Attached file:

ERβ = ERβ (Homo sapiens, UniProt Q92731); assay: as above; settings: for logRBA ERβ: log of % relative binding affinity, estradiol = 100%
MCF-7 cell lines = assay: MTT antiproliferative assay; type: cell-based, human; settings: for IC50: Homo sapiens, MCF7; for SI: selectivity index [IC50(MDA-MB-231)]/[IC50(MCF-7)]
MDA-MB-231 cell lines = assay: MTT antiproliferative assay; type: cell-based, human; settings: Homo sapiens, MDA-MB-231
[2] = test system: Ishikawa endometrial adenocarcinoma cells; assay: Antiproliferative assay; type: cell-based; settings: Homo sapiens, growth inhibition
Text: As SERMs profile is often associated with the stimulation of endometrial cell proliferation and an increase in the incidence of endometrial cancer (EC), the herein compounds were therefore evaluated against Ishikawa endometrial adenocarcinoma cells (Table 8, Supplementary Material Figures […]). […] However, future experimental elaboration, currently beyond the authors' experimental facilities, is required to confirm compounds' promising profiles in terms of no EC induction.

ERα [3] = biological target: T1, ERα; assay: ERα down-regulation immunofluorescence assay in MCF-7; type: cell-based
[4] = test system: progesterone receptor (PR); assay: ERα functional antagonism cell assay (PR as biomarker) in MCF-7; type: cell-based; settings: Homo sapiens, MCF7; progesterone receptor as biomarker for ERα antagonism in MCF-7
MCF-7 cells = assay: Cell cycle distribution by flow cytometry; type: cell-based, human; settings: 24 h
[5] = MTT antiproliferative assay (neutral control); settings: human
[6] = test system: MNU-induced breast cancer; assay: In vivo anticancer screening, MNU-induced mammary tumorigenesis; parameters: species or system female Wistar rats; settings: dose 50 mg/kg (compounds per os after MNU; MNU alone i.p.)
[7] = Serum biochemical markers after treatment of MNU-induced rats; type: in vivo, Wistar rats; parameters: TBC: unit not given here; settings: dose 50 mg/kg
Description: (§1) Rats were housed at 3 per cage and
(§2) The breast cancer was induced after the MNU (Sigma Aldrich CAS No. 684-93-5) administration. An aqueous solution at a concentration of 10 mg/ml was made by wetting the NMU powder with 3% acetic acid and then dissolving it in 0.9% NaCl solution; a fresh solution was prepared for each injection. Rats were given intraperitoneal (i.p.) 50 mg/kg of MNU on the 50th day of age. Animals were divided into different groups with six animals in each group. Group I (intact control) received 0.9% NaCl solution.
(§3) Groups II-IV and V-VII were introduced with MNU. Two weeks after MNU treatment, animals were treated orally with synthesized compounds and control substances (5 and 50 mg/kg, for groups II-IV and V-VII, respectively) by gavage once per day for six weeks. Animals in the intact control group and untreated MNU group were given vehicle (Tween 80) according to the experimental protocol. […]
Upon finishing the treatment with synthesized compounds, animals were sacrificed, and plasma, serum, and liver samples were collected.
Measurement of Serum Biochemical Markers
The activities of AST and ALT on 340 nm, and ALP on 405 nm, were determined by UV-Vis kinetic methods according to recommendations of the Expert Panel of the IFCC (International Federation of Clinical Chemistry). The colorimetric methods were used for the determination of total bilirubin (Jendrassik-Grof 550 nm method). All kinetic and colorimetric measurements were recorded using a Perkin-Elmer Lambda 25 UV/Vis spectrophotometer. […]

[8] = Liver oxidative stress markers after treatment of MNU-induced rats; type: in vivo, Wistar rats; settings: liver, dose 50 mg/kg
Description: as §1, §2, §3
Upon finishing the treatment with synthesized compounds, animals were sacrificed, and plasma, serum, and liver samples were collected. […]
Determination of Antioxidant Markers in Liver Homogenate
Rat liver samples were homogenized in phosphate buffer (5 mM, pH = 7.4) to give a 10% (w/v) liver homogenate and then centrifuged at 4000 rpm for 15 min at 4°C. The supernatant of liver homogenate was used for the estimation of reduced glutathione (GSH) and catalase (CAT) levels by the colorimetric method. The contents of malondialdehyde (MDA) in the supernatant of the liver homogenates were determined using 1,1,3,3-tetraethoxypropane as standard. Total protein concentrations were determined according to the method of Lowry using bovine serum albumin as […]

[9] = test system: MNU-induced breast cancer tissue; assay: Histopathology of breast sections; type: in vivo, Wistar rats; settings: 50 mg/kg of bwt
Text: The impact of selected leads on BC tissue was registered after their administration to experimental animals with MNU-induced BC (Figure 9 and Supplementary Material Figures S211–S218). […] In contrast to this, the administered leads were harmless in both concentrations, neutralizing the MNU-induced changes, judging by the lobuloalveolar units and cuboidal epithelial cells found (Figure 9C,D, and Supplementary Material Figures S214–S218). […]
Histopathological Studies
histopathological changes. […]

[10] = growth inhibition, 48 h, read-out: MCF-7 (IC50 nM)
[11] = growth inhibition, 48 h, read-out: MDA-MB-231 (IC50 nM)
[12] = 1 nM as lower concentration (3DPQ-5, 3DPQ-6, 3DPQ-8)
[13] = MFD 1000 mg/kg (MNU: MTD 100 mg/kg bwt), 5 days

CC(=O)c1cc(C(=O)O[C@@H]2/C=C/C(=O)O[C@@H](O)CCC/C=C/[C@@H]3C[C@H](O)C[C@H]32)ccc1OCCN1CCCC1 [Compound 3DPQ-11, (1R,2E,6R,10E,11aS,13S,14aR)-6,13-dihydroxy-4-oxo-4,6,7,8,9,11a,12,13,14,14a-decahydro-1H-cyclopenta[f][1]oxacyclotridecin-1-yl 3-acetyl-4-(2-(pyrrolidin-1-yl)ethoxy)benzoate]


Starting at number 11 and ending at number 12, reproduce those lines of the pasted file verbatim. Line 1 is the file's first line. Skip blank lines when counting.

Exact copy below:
[7] = Serum biochemical markers after treatment of MNU-induced rats; type: in vivo, Wistar rats; parameters: TBC: unit not given here; settings: dose 50 mg/kg
Description: (§1) Rats were housed at 3 per cage and